Lessons learnt : ASA 8.4 and NAT rules

– DNS doctoring via NAT policies

DNS doctoring is an ASA feature wherein a client sends a DNS request for a particular website, say http://www.example.com. This DNS request gets inspected by the ASA, and the ASA can then control which IP gets returned to the client (in essence the ASA acts as a DNS proxy). This is useful in situations like accessing an internal server directly via it’s private IP, rather than implementing a NAT loopback policy. When configuring DNS doctoring, ensure that:

1. A DNS inspection policy exists and is applied to the appropriate interface
2. The NAT policy must be static and contain only source objects, for example:

original src = http://www.bluecoat.com
translated src = privateSite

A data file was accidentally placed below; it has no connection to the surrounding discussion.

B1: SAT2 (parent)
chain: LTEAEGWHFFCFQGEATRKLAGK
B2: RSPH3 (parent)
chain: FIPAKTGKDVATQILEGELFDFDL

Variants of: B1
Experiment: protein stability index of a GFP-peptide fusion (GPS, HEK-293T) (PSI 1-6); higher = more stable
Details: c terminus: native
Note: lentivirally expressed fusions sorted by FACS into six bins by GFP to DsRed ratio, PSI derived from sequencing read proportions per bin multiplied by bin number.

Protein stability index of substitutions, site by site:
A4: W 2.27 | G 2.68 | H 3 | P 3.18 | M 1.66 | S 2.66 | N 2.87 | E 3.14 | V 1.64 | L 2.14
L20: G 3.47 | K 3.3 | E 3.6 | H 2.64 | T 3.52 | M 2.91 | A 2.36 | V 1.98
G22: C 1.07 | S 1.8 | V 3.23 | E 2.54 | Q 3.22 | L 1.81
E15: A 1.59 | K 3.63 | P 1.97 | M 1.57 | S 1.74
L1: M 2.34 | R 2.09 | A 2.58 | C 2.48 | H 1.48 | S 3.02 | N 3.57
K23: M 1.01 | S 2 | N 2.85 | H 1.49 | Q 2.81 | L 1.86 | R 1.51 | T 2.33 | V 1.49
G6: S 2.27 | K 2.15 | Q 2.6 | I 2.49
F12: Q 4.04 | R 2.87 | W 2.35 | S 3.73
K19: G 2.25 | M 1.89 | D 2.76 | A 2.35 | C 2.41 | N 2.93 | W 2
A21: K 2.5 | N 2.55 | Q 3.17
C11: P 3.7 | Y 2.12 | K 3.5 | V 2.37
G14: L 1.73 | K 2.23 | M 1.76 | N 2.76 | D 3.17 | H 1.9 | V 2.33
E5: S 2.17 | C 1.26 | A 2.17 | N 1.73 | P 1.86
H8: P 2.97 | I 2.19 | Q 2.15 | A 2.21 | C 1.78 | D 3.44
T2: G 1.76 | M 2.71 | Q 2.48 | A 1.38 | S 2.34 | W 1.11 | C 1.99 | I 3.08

the above will change dns responses for http://www.bluecoat.com to the privateSite address. Note, both are inserted into the source fields of the NAT entry. For the destination fields, these should be left as “any”

 

NAT over VPN site-to-site

When using NAT and VPN site-to-site tunnels in, v8.4, do not configure any overlapping rules, as they will conflict and not give the proper NATting. NAT over VPN tunnels is useful when you need to hide your internal IP addressing scheme from the other side for some reason (eg access lists or overlapping IPs). For example, having the following:

1. ORIG SRC: David_PC, ORIG DST: remote_VPN, TRANSLATED SRC: David_PC_Hidden, TRANSLATED DST: original 
2. ORIG SRC: any, ORIG DST: remote_VPN, do not NAT, and vice versa

the above WILL NOT WORK – no NAT , even though the more specific rule is above the more generic rule. For the above to work, the second NAT rule must be more specific, for example:

2. ORIG SRC: internal_lan_subnet, ORIG DST: remote_VPN, do not NAT, and vice versa